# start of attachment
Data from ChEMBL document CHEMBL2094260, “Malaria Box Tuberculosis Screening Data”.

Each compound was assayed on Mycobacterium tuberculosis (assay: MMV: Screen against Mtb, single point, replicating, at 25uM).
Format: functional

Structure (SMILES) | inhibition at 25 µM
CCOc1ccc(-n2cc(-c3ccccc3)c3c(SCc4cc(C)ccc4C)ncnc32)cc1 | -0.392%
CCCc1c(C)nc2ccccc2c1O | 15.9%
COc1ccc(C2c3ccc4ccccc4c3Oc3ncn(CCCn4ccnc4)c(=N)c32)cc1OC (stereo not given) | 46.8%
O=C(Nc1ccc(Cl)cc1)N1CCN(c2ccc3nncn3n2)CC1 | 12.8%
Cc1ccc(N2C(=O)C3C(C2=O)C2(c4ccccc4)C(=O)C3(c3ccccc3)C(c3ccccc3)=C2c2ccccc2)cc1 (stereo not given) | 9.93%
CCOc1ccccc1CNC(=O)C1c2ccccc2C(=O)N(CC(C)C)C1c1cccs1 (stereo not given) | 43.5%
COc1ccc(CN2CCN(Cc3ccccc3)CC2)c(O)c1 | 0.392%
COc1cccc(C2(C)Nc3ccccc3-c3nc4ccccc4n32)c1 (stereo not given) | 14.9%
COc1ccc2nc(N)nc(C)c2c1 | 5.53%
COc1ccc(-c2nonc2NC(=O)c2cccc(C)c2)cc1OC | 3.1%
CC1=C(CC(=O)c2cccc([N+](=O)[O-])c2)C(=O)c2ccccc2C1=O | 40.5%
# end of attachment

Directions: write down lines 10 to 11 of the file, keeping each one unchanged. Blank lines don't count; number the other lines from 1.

CCOc1ccccc1CNC(=O)C1c2ccccc2C(=O)N(CC(C)C)C1c1cccs1 (stereo not given) | 43.5%
COc1ccc(CN2CCN(Cc3ccccc3)CC2)c(O)c1 | 0.392%